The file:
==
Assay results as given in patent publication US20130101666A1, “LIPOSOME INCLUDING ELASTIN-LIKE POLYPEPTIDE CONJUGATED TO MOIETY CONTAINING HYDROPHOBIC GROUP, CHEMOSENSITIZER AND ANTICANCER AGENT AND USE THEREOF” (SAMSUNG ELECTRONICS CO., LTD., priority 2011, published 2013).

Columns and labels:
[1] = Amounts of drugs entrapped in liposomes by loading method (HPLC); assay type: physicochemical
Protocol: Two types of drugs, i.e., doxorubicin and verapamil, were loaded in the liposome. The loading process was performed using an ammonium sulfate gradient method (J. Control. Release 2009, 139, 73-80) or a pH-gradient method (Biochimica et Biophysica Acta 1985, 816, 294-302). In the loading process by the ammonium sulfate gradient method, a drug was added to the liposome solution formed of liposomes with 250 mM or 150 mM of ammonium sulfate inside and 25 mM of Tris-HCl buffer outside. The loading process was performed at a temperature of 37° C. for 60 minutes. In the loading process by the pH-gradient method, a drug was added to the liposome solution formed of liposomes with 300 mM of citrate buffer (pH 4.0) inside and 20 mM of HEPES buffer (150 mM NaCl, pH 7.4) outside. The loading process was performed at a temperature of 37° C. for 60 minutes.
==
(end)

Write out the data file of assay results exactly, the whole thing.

Assay results as given in patent publication US20130101666A1, “LIPOSOME INCLUDING ELASTIN-LIKE POLYPEPTIDE CONJUGATED TO MOIETY CONTAINING HYDROPHOBIC GROUP, CHEMOSENSITIZER AND ANTICANCER AGENT AND USE THEREOF” (SAMSUNG ELECTRONICS CO., LTD., priority 2011, published 2013).

Columns and labels:
[1] = Amounts of drugs entrapped in liposomes by loading method (HPLC); assay type: physicochemical
Protocol: Two types of drugs, i.e., doxorubicin and verapamil, were loaded in the liposome. The loading process was performed using an ammonium sulfate gradient method (J. Control. Release 2009, 139, 73-80) or a pH-gradient method (Biochimica et Biophysica Acta 1985, 816, 294-302). In the loading process by the ammonium sulfate gradient method, a drug was added to the liposome solution formed of liposomes with 250 mM or 150 mM of ammonium sulfate inside and 25 mM of Tris-HCl buffer outside. The loading process was performed at a temperature of 37° C. for 60 minutes. In the loading process by the pH-gradient method, a drug was added to the liposome solution formed of liposomes with 300 mM of citrate buffer (pH 4.0) inside and 20 mM of HEPES buffer (150 mM NaCl, pH 7.4) outside. The loading process was performed at a temperature of 37° C. for 60 minutes.